Honda President Says NSX Successor Back on Track, May Use a Hybrid Drivetrain

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The Shanghai Auto Show brought some exciting news for Honda fans as the Japanese automaker revealed plans for the development of a new sports car that will be the spiritual successor to the iconic Honda NSX (Acura NSX in North America).

Speaking on the sidelines of the show, Honda Motor Company president, Takanobu Ito, said the new car won't feature the V10 engine that had been planned for the next NSX, as the company scrapped this project back in 2008, during the global financial crisis. Ito told reporters that the future NSX would be exhilarating to drive but also environmentally friendly. “That's the kind of sports car we want to make. We are working very hard on it,” Ito was quoted as saying by Autonews.

The Honda official didn't offer additional details on the sports car or a timeline for its launch. However, a Honda spokesman said the car is expected to use an electric motor to give the gasoline engine a boost, much like in the case of the CR-Z sport hybrid. But unlike the latter, the NSX successor will be positioned as a high-performance hybrid vehicle.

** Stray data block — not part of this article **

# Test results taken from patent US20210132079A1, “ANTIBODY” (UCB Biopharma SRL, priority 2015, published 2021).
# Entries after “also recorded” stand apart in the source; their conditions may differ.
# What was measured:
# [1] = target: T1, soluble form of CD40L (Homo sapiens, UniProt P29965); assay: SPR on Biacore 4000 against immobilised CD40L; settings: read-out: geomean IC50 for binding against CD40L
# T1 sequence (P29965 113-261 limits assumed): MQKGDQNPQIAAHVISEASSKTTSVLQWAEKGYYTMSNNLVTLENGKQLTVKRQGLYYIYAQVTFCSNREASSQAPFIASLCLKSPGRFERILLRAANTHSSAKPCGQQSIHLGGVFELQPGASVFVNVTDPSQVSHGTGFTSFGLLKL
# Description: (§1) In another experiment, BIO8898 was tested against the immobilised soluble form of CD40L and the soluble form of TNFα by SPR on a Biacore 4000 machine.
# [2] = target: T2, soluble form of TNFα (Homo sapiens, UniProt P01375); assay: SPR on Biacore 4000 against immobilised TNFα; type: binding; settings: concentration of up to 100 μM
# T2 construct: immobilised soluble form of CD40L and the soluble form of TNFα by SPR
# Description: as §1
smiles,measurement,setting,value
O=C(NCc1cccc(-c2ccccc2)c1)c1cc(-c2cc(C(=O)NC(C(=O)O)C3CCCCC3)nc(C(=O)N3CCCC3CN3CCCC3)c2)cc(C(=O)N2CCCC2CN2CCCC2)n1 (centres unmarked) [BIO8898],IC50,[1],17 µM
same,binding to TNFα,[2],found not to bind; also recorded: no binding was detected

Initial plans for an NSX successor were cancelled by former Honda president Takeo Fukui, who justified the move then as a cost-saving measure. The car was expected to have a front-mounted V10 engine developing at least 500 horsepower. The drivetrain ended up being used by the Honda HSV-010 GT racecar, the racing variant of the never-to-be-produced NSX V10.

The original NSX was powered by a mid-mounted V6 engine producing 270 horsepower (with a 5-speed manual gearbox). The NSX went out of production in late 2005 after a 14-year long career.

By Dan Mihalascu


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